Bashir Ahmad Dar
English has become an effective tool which connects people from different corners of the world. It has become the language of masses and is currently the second most common spoken language in the world.
Different countries around world have included it in their school and university syllabi. Its importance is such that if a person’s aspires to gain excellence in professional as well as personal life, studying English can do it for him.
If he plans to travel the world, English can make his journey easy. In-fact, in the modern era it is almost impossible to sit in competition with the world without knowing this language. So it is wise that we expose our young generation to this language at a very tender age, since this age is considered most feasible for learning any language.
One pleasurable way in which we can expose our children to English is through Rhymes, since they are rhymed and can be beautifully sung and played, something which is melodic to a young ear.
Wikipedia defines rhymes as, “A repetition of similar sounds in the final stressed syllable and any following syllables of two or more words. A rhyme is a tool utilizing repeating patterns that bring rhythm or musicality to poem.”
It is the repetition of similar sounds which develop the vocal muscles in our kids. Singing rhymes is an important tool for engaging our kids at school. It enriches their fluency and word treasure and thus boosts confidence in them.
Experts in Literacy and Child development say that those kids who at the age of four know at least eight rhymes by heart are usually among the best readers and spellers in class by the time they are eight years old.
Nursery rhymes not only increase vocabulary but also expand imaginative power and promote creativity in our kids. For example When we sing the rhyme “Twinkle, Twinkle little star” to our preschool or nursery kid, in his imagination he starts to fly among stars and paints the picture of a mini twinkling star in his mind.
Repetition of rhymes is good for brain development. Since the lines in the rhymes follow a definite pattern so they are easily memorized by kids. Memorizing things enhance memory capabilities. Many rhymes contain “acting words” in them and involve physical movement and finger-plays on the part of children, thus, develop effective motor skills in them.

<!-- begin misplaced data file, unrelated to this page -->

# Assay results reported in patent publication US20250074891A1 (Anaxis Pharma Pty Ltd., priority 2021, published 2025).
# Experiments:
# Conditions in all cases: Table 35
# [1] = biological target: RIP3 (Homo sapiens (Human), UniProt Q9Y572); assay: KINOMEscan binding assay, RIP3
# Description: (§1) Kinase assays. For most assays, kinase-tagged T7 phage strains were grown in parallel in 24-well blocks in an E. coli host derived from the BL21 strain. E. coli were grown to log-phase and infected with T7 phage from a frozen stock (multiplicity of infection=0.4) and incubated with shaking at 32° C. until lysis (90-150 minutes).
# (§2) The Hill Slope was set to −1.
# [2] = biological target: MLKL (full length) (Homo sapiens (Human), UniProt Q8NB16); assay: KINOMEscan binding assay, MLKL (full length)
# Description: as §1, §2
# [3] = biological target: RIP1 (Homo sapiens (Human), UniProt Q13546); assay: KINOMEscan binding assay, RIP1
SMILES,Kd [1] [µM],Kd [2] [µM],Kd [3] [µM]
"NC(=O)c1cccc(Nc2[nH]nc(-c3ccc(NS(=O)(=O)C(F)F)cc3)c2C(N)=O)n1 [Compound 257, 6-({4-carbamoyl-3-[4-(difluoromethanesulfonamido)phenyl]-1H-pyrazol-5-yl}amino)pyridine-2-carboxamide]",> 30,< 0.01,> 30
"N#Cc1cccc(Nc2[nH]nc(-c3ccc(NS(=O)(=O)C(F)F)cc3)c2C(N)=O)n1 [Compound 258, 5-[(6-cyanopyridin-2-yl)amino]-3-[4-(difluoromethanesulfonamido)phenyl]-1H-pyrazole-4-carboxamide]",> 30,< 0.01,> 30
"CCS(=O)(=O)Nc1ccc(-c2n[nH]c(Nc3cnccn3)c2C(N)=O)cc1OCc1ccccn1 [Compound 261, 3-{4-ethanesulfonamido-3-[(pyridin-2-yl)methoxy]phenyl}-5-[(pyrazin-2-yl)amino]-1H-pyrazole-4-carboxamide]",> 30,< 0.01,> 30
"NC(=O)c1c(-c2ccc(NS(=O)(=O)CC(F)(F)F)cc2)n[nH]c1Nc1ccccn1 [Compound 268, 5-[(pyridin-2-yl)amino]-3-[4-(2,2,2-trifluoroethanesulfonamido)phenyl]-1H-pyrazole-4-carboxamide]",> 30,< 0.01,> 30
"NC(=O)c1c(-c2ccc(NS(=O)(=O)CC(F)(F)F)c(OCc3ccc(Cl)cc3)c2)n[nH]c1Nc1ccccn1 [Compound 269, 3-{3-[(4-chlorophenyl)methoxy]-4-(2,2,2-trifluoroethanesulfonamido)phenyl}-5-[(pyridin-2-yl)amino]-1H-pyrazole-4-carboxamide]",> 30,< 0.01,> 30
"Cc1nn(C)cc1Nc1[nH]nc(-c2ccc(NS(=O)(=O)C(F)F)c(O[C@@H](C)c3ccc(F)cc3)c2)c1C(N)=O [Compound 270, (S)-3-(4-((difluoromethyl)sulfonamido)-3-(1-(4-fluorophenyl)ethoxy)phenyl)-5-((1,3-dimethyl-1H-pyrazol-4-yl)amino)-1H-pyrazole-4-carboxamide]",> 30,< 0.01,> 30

Teaching children through rhyme recitation serve a multi-pronged purpose. Besides, English some simple concepts of other subjects like Maths, Science etc can be taught too. For example, the following nursery rhyme is often recommended to teach counting to a new comer nursery kid.
‘One, two, three, four, five,
Once I caught a fish alive
Six, seven, eight, nine, ten
Then I let him go again
Why did you let him go?
Because he bit my finger so
Which finger did it bite?
This little finger on my right’
Likewise historical events are engraved in our rhymes which can be memorized by our nursery kids. For example “Ba Ba Black sheep” is thought to be either about medieval English tax of 1275 or European slave trade, the later being more appropriate since black people were forced into slavery during medieval times in Europe.
Similarly the Rhyme, “Ring around the Rosie” is supposedly a recounting of effects of a deadly plague which shook the world during the closing decade of 18th century or the initial decade of 19th century.
Values can also be inculcated in children through use of rhymes. The famous rhyme entitled “Manners” is a glaring example before us. The rhymes like “The Mulberry Bush” and “Brush, Brush, Brush” are effective in teaching the hygienic habits to our children. The four lines long rhyme by Paolo Yang on forests holds human greed responsible for deforestation and an urgency of protecting our forests.
Dear teachers and parents, believe me or not, a child’s early knowledge of nursery rhymes have an incredible influence on his linguistic progress later on. But we have to be highly selective in choosing rhymes for our children. The rhymes should be ones with catchy melodies and lyrics. They should be entertaining and meaningful.
(The author is a teacher by profession and contributes to Kashmir Vision regularly)